Only six in ten respondents said their risk management department is responsible for implementing ERM, according to US-based RIMS

Strategy at more than a third of businesses is not influenced by enterprise risk management (ERM), according to a study from the Risk and Insurance Management Society (RIMS).

Some 61% of respondents told US-based industry group RIMS that ERM is being used to inform and influence strategy, while 62% said their risk management department was responsible for ERM activities.

The study – RIMS’ 2017 Enterprise Risk Management Survey – polled respondents ranging from manufacturing to financial services, with 79% of replies coming from primarily US-based firms.

The benchmarking study reported 73% of respondents either having fully or partially integrated ERM programmes within their businesses; for financial institutions, the figure was 92%.

Only 24% of respondents could confirm their ERM programme was fully integrated.

Some 87% agreed that executive management expects the ERM programme to identify, prioritise, manage and monitor major risks.

Researchers asked respondents who did not have an ERM programme “why that is so”, and received the following among the replies.

“ERM is just a shell in our department. Hesitancy to use ERM is primarily due to NOT really wanting transparency. Silo mentality is still going strong,” said one respondent to the study.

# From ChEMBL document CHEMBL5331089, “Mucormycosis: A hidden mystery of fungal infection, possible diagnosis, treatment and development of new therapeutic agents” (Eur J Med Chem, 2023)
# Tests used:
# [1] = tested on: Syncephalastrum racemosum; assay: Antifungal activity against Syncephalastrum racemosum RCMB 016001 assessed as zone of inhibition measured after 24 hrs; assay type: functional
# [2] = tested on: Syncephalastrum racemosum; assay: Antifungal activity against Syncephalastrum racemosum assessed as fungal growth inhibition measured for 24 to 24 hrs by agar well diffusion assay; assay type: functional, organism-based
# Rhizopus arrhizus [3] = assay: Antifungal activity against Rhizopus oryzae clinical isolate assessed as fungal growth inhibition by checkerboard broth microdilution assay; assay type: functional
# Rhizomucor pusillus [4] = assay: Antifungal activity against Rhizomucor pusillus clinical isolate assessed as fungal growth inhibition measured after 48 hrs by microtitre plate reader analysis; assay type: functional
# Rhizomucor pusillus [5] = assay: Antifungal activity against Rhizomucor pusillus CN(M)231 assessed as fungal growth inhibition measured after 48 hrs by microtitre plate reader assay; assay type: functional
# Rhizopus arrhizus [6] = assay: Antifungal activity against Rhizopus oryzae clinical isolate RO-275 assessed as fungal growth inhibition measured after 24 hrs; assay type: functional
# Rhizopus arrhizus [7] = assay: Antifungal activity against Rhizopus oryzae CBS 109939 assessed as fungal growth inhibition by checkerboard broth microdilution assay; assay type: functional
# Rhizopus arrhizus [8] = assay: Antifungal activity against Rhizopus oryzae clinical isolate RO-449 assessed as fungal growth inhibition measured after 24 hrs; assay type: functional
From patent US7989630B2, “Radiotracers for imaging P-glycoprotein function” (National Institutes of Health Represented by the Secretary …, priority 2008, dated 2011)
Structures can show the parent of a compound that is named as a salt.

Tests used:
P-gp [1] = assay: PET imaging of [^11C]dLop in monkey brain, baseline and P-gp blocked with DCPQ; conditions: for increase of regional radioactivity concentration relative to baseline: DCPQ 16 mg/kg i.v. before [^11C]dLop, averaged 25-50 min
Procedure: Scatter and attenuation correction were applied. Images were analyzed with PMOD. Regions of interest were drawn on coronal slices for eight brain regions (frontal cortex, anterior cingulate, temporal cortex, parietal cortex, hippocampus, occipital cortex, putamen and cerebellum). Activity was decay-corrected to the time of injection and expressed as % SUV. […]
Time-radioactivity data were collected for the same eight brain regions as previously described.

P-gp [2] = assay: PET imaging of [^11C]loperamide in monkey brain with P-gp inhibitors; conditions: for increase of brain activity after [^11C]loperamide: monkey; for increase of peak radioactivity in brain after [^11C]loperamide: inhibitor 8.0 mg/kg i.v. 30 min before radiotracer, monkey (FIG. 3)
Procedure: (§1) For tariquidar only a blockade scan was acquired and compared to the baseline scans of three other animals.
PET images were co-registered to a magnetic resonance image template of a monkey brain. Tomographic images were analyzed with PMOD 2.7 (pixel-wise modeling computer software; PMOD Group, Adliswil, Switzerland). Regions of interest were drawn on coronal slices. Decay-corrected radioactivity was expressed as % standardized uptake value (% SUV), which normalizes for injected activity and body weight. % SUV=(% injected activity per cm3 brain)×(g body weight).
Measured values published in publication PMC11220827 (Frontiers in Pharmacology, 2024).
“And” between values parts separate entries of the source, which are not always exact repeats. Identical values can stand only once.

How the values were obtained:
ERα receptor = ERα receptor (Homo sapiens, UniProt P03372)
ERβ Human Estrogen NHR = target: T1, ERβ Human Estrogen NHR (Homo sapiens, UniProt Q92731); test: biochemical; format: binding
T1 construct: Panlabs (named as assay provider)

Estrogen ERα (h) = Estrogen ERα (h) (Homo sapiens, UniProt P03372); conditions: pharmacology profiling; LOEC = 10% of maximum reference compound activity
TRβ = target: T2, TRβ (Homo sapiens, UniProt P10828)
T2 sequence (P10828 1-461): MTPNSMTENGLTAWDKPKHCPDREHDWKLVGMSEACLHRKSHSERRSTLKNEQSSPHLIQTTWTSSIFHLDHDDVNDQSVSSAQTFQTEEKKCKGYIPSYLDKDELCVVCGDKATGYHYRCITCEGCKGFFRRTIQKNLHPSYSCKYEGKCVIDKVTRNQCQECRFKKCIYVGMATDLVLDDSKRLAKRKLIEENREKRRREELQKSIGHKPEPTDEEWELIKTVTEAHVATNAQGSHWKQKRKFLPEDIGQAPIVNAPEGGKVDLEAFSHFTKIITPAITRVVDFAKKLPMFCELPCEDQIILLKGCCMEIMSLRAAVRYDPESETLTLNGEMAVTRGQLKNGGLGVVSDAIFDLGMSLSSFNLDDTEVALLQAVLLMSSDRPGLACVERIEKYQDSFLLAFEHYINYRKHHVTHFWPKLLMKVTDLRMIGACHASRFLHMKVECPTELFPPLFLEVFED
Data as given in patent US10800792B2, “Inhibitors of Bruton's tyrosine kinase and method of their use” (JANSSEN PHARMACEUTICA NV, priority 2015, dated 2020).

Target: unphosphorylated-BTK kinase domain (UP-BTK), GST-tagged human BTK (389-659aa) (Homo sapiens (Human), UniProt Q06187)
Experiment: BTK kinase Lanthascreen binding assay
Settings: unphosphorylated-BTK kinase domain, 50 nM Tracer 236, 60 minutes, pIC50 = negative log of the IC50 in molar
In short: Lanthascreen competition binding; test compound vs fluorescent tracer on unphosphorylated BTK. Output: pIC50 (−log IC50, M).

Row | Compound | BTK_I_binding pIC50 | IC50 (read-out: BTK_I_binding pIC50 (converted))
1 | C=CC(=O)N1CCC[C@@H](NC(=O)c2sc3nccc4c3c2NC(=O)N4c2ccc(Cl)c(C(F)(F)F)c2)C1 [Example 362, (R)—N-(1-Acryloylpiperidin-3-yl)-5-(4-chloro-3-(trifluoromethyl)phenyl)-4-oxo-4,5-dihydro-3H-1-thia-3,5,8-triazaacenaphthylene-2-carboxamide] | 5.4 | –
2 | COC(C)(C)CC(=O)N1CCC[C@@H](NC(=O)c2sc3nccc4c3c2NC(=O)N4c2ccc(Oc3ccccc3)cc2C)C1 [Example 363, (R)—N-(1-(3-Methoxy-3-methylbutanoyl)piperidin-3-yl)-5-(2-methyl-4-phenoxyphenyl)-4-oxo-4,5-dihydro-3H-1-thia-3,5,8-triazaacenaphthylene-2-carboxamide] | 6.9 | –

“Really tough to get executive level buy-in to implement ERM. Currently no interest in our organization (mostly due to limited cost and staffing resources),” said another, quoted in the report.

“It’s a never-ending challenge,” wrote another.

“We are required to perform extensive risk management, but chronically lack funding, staff and CEO support to realize the potential of the function,” the source added.

Another respondent replied: “The challenge we are facing is ownership of the enterprise risk management assessment. For us to achieve the expected value of ERM, business units need to be more involved in the process.”

The study noted that “there is still work to do”, while also charting progress from previous years.

Carol Fox, RIMS’s vice president of strategic initiatives, commented: “We have seen great progress in the effectiveness of ERM but there is still a large percentage of organizations that have yet to take advantage of the potential value of a fully-integrated ERM approach.

“As more information becomes available, the onus is on the risk professional to communicate the benefits of ERM to gain critical buy-in and resources from leadership,” Fox added.